Disclaimer: Munki-Do is still a very much work in progress, so shouldn’t be used in production. I welcome the raising of issues, and pull requests.

Munki-Do screenshot

Munki-Do (as in “munki see, munki do”) enables the manipulation of Munki packages via the web. Munki-Do is based on MunkiWebAdmin from Greg Neagle, and was forked from Steve Kueng’s forked version of MunkiWebAdmin - this version utilises a more recent version of Django, and has significant UI changes in comparison with the original MunkiWebAdmin.

Some existing functionality from MunkiWebAdmin has been retained:

  1. Manifests: create/delete manifests, and manage the contents of manifests.
  2. Catalogs: view the contents of catalogs, view pkginfo file contents in tabular form.

New functionality has been added:

  1. Add multiple packages to a new or existing catalog
  2. Remove multiple packages from a catalog
  3. Move multiple packages to a new or existing catalog (i.e. replace existing catalog entry with another one, e.g. batch move a set of packages into the ‘production’ catalog)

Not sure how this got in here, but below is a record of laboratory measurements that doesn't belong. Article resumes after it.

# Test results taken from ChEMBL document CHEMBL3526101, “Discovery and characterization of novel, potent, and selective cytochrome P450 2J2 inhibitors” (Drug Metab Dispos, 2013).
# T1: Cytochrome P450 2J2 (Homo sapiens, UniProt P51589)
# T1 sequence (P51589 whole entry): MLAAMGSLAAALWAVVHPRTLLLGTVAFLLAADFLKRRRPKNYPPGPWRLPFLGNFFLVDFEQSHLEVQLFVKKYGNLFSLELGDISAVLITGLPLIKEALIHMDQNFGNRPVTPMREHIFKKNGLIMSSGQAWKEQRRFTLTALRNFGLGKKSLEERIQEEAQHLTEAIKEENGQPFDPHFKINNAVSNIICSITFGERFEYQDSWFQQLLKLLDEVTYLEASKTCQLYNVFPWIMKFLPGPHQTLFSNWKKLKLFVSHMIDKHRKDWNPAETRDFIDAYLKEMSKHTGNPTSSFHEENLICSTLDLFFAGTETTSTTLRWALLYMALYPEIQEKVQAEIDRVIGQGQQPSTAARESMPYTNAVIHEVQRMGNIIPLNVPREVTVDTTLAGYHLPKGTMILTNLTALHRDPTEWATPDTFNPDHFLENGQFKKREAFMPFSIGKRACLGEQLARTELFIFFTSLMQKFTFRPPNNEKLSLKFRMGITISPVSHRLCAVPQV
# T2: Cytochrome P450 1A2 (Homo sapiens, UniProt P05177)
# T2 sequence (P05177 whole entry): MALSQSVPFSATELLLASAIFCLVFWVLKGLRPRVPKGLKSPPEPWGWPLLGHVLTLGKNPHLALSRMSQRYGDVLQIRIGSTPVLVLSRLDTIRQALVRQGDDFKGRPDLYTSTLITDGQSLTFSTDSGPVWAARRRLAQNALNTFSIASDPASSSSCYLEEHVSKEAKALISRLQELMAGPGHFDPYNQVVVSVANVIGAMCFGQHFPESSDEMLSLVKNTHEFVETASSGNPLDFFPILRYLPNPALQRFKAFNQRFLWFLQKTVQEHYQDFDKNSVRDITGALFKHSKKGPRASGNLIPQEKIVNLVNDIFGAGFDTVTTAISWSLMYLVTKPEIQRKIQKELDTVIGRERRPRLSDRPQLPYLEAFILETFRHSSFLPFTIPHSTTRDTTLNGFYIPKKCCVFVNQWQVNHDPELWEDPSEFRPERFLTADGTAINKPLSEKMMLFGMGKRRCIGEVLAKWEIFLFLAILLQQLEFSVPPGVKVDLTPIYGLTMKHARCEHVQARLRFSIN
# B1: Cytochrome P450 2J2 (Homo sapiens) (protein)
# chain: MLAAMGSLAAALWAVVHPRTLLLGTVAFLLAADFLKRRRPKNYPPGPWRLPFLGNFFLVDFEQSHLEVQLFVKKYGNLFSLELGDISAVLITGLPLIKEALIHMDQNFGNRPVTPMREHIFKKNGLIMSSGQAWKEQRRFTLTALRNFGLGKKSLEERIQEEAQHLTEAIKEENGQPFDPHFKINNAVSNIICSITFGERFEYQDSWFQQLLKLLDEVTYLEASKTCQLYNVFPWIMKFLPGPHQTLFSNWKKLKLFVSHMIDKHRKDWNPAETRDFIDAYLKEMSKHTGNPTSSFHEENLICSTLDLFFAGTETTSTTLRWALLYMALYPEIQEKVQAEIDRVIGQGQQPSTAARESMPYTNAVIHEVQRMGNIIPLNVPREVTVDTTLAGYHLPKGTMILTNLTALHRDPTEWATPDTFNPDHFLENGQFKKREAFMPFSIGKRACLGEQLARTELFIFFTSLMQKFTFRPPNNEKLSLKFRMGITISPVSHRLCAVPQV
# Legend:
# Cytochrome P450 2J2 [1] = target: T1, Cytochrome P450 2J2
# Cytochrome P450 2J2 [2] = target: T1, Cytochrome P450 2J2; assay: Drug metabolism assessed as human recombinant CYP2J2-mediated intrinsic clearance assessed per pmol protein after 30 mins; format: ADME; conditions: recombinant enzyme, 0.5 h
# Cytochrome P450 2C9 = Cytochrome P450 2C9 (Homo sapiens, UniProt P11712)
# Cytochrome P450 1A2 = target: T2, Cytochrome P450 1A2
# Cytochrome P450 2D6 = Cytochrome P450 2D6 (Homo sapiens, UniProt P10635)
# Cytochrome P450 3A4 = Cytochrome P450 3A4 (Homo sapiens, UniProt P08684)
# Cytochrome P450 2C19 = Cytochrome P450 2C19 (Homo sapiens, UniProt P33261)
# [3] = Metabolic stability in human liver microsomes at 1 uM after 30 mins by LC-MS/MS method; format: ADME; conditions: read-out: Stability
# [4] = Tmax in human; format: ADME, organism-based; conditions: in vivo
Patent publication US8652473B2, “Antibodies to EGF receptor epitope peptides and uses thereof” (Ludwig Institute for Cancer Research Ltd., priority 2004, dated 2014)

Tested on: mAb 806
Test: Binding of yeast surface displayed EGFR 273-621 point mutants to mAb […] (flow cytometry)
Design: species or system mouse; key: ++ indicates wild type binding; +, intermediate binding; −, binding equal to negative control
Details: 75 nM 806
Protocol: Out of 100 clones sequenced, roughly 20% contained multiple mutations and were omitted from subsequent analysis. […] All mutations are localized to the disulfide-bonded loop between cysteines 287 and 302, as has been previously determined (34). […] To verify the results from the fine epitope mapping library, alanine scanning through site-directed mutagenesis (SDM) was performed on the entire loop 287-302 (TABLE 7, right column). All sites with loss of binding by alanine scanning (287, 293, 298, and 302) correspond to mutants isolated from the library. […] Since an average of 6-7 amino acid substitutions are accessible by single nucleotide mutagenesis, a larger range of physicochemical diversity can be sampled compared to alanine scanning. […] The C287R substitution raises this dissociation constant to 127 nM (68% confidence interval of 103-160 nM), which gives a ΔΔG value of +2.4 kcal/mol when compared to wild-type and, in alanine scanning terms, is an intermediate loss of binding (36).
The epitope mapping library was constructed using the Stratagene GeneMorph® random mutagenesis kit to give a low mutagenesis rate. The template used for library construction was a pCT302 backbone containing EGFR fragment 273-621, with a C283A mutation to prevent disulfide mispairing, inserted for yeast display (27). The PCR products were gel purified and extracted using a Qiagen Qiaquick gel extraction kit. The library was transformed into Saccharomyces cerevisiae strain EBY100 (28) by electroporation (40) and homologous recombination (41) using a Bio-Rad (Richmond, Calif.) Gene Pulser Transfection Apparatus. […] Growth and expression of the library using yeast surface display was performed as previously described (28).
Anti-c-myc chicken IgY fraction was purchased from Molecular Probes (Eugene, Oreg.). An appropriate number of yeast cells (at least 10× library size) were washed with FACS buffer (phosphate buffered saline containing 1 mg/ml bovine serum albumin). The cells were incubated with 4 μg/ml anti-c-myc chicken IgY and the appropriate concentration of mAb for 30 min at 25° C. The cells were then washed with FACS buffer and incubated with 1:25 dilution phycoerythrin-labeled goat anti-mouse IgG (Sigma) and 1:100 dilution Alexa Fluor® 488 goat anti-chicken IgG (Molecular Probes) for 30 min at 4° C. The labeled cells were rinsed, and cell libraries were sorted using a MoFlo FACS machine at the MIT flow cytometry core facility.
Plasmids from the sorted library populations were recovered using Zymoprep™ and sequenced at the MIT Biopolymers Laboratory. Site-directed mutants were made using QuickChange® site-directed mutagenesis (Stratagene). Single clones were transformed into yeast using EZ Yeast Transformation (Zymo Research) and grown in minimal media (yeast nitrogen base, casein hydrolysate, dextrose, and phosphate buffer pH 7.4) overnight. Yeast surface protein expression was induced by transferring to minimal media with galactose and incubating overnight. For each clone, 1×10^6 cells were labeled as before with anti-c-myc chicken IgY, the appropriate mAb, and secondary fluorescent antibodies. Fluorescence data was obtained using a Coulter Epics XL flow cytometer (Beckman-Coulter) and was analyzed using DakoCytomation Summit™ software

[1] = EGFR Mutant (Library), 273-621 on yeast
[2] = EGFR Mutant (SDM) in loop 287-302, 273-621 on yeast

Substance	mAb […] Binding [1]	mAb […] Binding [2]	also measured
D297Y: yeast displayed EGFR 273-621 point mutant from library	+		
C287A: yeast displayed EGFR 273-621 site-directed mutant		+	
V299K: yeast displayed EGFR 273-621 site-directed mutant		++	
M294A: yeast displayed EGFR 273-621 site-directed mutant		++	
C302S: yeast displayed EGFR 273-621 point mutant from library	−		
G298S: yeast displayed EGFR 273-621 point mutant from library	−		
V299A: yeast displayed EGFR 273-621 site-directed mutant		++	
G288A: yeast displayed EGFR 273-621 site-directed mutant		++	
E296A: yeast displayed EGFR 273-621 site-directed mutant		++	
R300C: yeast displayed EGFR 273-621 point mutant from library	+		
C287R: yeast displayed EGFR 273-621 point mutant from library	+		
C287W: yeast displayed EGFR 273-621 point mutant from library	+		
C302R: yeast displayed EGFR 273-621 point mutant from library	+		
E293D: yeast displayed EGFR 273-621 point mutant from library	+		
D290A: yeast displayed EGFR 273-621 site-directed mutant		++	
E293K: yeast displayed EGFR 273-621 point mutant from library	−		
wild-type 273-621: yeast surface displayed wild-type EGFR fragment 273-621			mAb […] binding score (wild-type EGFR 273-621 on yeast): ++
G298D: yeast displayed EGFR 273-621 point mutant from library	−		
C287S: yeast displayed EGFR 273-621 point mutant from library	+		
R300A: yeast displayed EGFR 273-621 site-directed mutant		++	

4. Delete packages and their associated pkginfo files

The remaining functionality of the original MunkiWebAdmin has been removed from Munki-Do, such as reporting and licensing tools, as there are other products that can do this better. I recommend:

The function to manipulate pkginfo files utilises munkitools (specifically, the makecatalogs command). This has been tested on an Ubuntu 14.04 VM, but you will need to ensure that your nginx user has write permissions to your munki repo. Use of group permissions is recommended.

The code which enables movement of packages between catalogs is a derivation of code from Munki-Trello by Graham Gilbert.

A Docker container for Munki-Do is available here: https://github.com/grahampugh/docker-munki-do

I’ve also made a Docker container for Steve Kueng’s fork of MunkiWebAdmin, available here: https://github.com/grahampugh/docker-munkiwebadmin


Greg Neagle announced at MacSysAdmins this week that he is working on MunkiWebAdmin2, which will allow full editing of pkginfo files including the catalog key. He also announced that MunkiWebAdmin2 will drop licensing and reporting tools, as with Munki-Do. I decided to put Munki-Do in production anyway, since I’d been working on it for a while, and as it may still provide the additional benefit of bulk changes to catalogs, and the ability to delete packages and pkginfo files to keep your repository from becoming too large and unwieldy.

I welcome all feedback on whether this could become a useful tool in your workflow. I’ll revisit the tool once MunkiWebAdmin2 is released.